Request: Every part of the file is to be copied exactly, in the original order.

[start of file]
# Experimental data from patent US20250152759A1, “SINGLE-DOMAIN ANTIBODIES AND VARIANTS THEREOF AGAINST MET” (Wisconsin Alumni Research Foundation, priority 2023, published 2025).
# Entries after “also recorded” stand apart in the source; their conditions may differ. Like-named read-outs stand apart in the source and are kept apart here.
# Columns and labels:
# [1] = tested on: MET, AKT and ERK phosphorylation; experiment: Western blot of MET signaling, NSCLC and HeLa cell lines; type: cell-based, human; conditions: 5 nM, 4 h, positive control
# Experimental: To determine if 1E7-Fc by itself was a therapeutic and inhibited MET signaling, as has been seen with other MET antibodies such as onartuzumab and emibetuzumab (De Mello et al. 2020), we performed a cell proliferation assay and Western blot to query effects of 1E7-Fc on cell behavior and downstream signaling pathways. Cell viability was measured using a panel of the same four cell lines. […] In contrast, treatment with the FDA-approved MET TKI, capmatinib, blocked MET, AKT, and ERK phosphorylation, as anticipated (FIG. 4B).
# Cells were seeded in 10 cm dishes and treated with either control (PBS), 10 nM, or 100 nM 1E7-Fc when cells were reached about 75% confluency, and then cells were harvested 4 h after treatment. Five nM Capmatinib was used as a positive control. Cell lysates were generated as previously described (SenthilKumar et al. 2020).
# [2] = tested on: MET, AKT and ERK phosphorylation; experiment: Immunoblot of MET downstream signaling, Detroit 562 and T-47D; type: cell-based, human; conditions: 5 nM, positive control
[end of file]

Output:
# Experimental data from patent US20250152759A1, “SINGLE-DOMAIN ANTIBODIES AND VARIANTS THEREOF AGAINST MET” (Wisconsin Alumni Research Foundation, priority 2023, published 2025).
# Entries after “also recorded” stand apart in the source; their conditions may differ. Like-named read-outs stand apart in the source and are kept apart here.
# Columns and labels:
# [1] = tested on: MET, AKT and ERK phosphorylation; experiment: Western blot of MET signaling, NSCLC and HeLa cell lines; type: cell-based, human; conditions: 5 nM, 4 h, positive control
# Experimental: To determine if 1E7-Fc by itself was a therapeutic and inhibited MET signaling, as has been seen with other MET antibodies such as onartuzumab and emibetuzumab (De Mello et al. 2020), we performed a cell proliferation assay and Western blot to query effects of 1E7-Fc on cell behavior and downstream signaling pathways. Cell viability was measured using a panel of the same four cell lines. […] In contrast, treatment with the FDA-approved MET TKI, capmatinib, blocked MET, AKT, and ERK phosphorylation, as anticipated (FIG. 4B).
# Cells were seeded in 10 cm dishes and treated with either control (PBS), 10 nM, or 100 nM 1E7-Fc when cells were reached about 75% confluency, and then cells were harvested 4 h after treatment. Five nM Capmatinib was used as a positive control. Cell lysates were generated as previously described (SenthilKumar et al. 2020).
# [2] = tested on: MET, AKT and ERK phosphorylation; experiment: Immunoblot of MET downstream signaling, Detroit 562 and T-47D; type: cell-based, human; conditions: 5 nM, positive control